Time passed very slowly, I don’t think we slept that night. I know that when the first light of dawn crept over the horizon, we, likewise, crept out from under our ponchos. The mosquito cloud descended upon us and we packed, and swatted, and dressed, and swatted, and finally, we fled as no defeated army had ever fled. The sound of feet thumping on desert sand, canteens clanking, and pack-frames creaking with stress filled the morning air. It was then that I looked over at Clay, running some ten yards beside me, and saw that a portion of the cloud still followed him, two or three yards to his rear. The morning sun had by now done an excellent job of highlighting the hoard. And I suppose our running through the bushes alerted every mosquito in the area, who simply turned on their heat-seeking radar and joined the attack. The cloud had taken on a gestalt quality, millions of mosquitoes creating a single powerful entity.

“Clay, they’re still behind you. Cut to the left,” I yelled. I figured that if he didn’t lose them, they would follow us all morning, and we might not have enough blood in us to get to the highway. Clay was doing some nice open field running when he signaled to me that I had my own cloud to worry about. “Great,” as I glanced back, “two entities.” I could see a dense, swirling mass two or three feet behind me. We knew that we couldn’t outrun them, so we both stopped and turned to face the onslaught. Within seconds, hundreds landed and began to bore through our clothing. Swat, swat, smack. Minutes passed. Arms windmilling, casualties mounting, a quarter of the cloud piled at our feet. “Run away,” we both yelled. We started again for the highway, crisscrossing in front of each other, hoping to confuse our clouds or at the least cause some deadly midair collisions.

Every 50 or 60 yards, we would stop, spin around, wreck havoc with hand slaps and swats, resulting in another quarter of the cloud missing in action.

There was almost a symphony being played in the desert air. Two pairs of feet pounding out a rhythm on the dry sand, with the scratching of clothes on sagebrush as an accent. Of course, there was the random crater of two packs bouncing when they were never supposed to bounce. And finally, there was the double-handed slapping to an entirely different measure. It was a epic cacophony.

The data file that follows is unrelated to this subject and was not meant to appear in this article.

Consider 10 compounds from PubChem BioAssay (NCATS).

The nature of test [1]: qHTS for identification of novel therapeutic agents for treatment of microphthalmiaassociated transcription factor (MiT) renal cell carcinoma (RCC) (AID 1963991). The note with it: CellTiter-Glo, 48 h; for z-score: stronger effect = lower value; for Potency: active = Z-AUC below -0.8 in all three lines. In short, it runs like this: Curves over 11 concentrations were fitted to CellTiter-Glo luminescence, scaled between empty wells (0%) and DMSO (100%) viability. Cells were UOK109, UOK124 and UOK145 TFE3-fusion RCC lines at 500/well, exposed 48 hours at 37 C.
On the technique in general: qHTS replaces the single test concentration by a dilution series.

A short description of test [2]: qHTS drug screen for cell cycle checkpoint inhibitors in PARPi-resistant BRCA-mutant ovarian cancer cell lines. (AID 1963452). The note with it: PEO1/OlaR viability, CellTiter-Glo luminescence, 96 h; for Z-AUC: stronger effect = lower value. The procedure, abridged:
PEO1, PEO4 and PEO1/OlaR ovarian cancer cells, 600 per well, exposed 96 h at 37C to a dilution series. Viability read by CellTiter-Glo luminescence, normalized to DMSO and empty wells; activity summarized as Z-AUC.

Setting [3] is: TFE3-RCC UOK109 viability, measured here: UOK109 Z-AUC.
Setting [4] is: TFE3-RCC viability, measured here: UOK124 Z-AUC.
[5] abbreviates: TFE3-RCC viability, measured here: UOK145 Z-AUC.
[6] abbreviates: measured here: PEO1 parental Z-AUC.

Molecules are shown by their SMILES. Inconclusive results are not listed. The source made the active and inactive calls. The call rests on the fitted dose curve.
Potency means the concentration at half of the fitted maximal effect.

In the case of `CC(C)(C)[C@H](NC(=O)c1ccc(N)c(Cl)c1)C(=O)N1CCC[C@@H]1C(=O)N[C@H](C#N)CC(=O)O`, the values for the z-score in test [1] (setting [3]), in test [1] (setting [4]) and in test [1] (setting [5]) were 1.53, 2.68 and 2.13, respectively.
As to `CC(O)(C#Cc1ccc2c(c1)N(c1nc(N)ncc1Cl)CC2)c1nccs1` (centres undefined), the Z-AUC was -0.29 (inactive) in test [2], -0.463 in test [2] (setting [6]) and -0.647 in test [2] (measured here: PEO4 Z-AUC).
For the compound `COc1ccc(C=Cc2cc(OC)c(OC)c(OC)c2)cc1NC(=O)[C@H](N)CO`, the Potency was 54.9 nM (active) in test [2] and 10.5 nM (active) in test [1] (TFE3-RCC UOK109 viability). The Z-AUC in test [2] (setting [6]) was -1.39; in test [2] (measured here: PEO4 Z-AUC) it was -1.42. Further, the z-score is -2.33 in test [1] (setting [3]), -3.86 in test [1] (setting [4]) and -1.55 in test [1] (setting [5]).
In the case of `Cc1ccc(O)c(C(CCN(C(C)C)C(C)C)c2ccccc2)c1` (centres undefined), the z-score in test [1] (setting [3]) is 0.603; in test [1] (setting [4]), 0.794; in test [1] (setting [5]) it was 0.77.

Over and over, this deadly little play was acted out until finally the cloud diminished, the casualties finally outnumbering the replacements. By the time we reached the road, not one mosquito was with us.

I have no idea what those early morning travelers thought as they looked towards the river that June morning. They saw two young men running madly through the sagebrush, turning towards the sun every 50 yards, beating themselves about their heads and shoulders, striking their breasts and thighs, then running crisscross to repeat the pattern all over again. A morning wakeup ritual? Flagellating sun worshippers? Or just desert madness brought on by chewing loco weed?

No…just two young men experiencing the Nevada desert. Safe in their air-conditioned cars, the passing travelers probably didn’t understand. I know they didn’t stop to ask for an explanation. 

Bone Dance

Life in and around the camp had become a little too citified, so Clay and I decided to head out on a couple of extended day hikes. On one of these trips, we had probably gone about four or five miles into the interior of Yellowstone when we came upon a gigantic dead tree, toppled over in the middle of a grassy, verdant meadow. The gray tree lay in stark contrast to the green of the meadow, ringed by the darker green of the pines several hundred yards away. When this one was alive, it must have been an impressive sight, standing alone, lord of the meadow. It was an impressive sight now, dry as bone, gray as bone, with huge branches still reaching out from the fallen trunk. Clay leaned against a branch and it snapped off, shattering into a dozen pieces. 

Looking at the pieces on the ground reminded me of something. They looked like the backbone of a dinosaur, loose stegosaurus vertebrae, scattered on the meadow’s carpet.

In circling the tree, I came across a curious collection of real bones. We decided that it must have been a bison or elk that had died there during a hard winter. No flesh, just bones, like the tree.

Suddenly, Clay started tucking rib bones in his belt, eventually making himself a bone skirt. He looked a little like a New Guinea native. The rib bones had a nice curve that gave the skirt a little flare. Then I began collecting bones, tucking them in my belt. Pretty soon, our shirts were off, our shorts were off, we were dressed only in our bones, our belts, and our hiking boots. Dressed as we were, it was only natural that we should perform the “Bone Dance.”

We had each taken a tremendous thigh bone from the pile, and armed with this, we descended upon the tree. Coupled with grunts and shouts, we counted coup on the old dead tree. Spinning in circles, weaving cross-steps, then advancing with a shout, we struck the upright branches and they fell shivering into hundreds of pieces. Crack went bone of animal upon bone of plant. Crack! Branch by branch they fell, backbone by backbone, while we hollered in our bloodlust and danced. Viking berserkers, running amok, tribal shamans, exerting power and influence.

In the end, the tree lost. The branches were all shattered, strewn about our battlefield. Not one spine was left intact. Our hands ached; our bone clubs had cracked. Completely exhausted, we replaced the bones in the bone pile, put our clothes back on, and observed the truth. The piles of broken branches would disappear by next winter, the tree was becoming soil, the bones were becoming soil. Nature was at work here; our impact was momentary and fleeting. The real victor was the meadow.


For all installments of “On the Road Again,” click here.

Previous installments:

  1. Part 1